Issues in Human Rights in the Republic of Latvia 1994-1996
This is the UN o f f i c i a l d o c u m e n t that was sent to all UN missions and member states. The document gives a careful and objective analysis of the existing situation in human rights in Latvia. The range of the activities carried out by the United Nations is very wide and not all of then attract the same interest. Judging by the information received from New York, this document is of special importance and all the diplomats have shown profound interest in it. Evidently, the great interest has been also generated by the draft resolution submitted by the Russian Federation on the alleged violation of human rights in Latvia. According to Latvian Foreign Minister Valdis Birkavs, the USA has already presented a demarche to Russia regarding this resolution. `It is known that the USA and states will not support this resolution,'reports Valdis Birkavs. He also reminds that Russia did not gain the support on this matter at the meeting of CIS.
It is obvious that this trend that is favourable for our state can be also accounted for by the real situation in Latvia that is reflected in the official document. We live in the real world, and this is the time of real policy, when political decisions and the stand taken by states depend on concrete facts.
1. Existing national framework
2. International framework
II Recent Developments in Various Areas related to Human Rights
III Further Developments
1. Amendments to the Satversme (Constitution) with provisions
for the protection of human rights
2. The establishment of the Satversme (Constitutional) Court
3. (I) Ratification of the European Convention on Human Rights and
(ii) Ratification of the Framework Convention on the Protection of National
4. Further implementation of citizenship legislation
5. Development of gender equality policy
6. Adoption of new legislation in the fields of education and language
Latvia restored its independence on 21 August 1991 after more than 50 years of Soviet occupation. In 1994, with the assistance and co-operation of the United Nations and other international organisations, the complete withdrawal of Russian military forces from Latvia was achieved. Since 12 June 1995, Latvia has been an associate member of the European Union.
The Satversme (Constitution) of 1922 was reinstated in its entirety in 1993 and provides that all citizens are equal before the law and the courts. The 1991 Constitutional Law on the Rights and Obligations of a Citizen and a Person is the cornerstone of Latvia's national human rights norms, and provides for basic rights and freedoms including equality under the law regardless of sex, religion, language or social status.
Latvia's demographic situation at present is a legacy of the russification policy pursued during the Soviet era. Throughout the Soviet years migration was the primary source of population growth and the basic reason for a manifold increase in the number of non-Latvians in Latvia. Today Latvians are a minority in the seven largest cities, including the capital, and make up only about 56% of the total population, while in 1935 the percentage of ethnic Latvians was 77%. The non-Latvian population currently is split among numerous ethnic groups, including Russians (33%), Belarussians (4%), Ukrainians (3%) and Poles (2%). More than 70% of the registered residents of Latvia (about 2.5 million people) are citizens of Latvia, almost 400 000 of whom are of non-Latvian origin.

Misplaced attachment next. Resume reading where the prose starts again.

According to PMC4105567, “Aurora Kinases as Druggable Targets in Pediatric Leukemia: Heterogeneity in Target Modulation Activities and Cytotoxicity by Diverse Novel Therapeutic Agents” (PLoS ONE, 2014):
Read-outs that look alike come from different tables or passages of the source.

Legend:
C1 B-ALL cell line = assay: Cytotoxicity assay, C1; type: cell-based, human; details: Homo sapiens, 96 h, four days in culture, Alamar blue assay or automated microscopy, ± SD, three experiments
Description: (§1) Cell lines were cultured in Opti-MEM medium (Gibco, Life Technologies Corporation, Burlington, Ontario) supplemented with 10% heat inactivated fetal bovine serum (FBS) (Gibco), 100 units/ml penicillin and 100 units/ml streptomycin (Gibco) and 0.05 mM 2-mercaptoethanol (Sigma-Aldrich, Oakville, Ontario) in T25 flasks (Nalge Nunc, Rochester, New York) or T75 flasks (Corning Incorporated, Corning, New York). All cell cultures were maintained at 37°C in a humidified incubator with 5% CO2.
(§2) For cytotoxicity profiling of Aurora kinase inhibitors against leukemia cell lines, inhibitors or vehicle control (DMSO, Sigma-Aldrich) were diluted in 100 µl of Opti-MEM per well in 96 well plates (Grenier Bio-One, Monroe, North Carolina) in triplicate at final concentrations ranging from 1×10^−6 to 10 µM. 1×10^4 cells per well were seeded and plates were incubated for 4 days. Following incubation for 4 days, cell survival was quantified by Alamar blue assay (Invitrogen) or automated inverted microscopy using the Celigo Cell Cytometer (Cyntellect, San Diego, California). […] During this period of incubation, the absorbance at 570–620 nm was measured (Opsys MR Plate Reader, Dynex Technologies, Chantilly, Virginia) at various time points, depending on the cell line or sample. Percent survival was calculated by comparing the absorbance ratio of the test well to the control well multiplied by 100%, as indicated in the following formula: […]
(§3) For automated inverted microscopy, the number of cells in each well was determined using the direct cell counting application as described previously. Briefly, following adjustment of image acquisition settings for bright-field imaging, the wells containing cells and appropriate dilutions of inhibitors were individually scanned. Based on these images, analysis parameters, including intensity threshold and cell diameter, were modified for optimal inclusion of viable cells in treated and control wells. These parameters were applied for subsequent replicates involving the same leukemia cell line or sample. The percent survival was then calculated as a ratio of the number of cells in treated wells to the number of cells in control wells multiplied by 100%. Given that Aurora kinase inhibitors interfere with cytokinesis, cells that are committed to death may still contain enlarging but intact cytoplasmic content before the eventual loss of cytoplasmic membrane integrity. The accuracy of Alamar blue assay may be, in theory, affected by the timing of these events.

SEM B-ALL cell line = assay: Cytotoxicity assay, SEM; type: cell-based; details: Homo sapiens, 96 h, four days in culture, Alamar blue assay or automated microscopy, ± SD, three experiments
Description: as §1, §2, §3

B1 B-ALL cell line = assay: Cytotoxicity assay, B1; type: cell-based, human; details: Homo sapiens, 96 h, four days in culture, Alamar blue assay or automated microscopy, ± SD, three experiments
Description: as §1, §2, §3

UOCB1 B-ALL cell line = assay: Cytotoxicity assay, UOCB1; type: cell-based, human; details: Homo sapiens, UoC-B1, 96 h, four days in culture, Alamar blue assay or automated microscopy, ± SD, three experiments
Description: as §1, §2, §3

Latvia has committed itself to re-establishing the rule of law, democratic institutions, and respect for human rights. The major challenge faced by Latvia has been the need to redefine the concept of human rights in Latvian society at large. The years of Soviet rule and the experience of recent Russian foreign policy activities carried out in international fora have created a misinterpretation of the very concept of human rights. Human rights are seen as largely applying only to the minority population or non-citizens and not to each and every individual. This attitude has prevailed in the population at large and more specifically among those with a direct impact on the enjoyment of human rights - the civil service and the judiciary. Therefore, from the very first day of renewed independence, the Parliament and Government have declared the protection and promotion of human rights as their highest priority.
1. The Existing National Framework
Latvia is a parliamentary democracy. The highest elected body is the one chamber 100-seat Saeima (Parliament), elected in direct proportional elections by citizens 18 years of age and older. The first democratic elections since 1931 were held in June 1993, and the second elections in October 1995. Within the Parliament there is a Standing Committee on Human Rights and Public Affairs which is responsible for reviewing draft legislation pertaining to human rights. It works in close co-operation with the Standing Committees on Legal Affairs and European Affairs.
The President is the head of State, elected by the Parliament for a period of three years. Among other rights, the President has the funchon right of legislative initiative and the right to pardon. The President promulgates laws passed by the Saeima or, by means of explanatory letter to the Chairperson of the Saeima, can ask for the review of a relevant law.